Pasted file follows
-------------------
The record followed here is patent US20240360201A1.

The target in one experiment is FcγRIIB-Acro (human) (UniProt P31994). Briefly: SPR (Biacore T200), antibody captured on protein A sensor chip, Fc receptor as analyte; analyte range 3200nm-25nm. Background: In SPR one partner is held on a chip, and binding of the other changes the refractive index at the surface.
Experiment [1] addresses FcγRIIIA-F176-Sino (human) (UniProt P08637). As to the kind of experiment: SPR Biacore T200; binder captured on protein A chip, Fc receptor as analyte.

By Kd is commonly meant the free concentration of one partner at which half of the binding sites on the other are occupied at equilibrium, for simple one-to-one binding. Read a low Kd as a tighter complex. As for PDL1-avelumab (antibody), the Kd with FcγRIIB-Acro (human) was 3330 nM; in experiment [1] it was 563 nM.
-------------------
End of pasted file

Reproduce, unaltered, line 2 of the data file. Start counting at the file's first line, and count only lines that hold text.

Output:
The target in one experiment is FcγRIIB-Acro (human) (UniProt P31994). Briefly: SPR (Biacore T200), antibody captured on protein A sensor chip, Fc receptor as analyte; analyte range 3200nm-25nm. Background: In SPR one partner is held on a chip, and binding of the other changes the refractive index at the surface.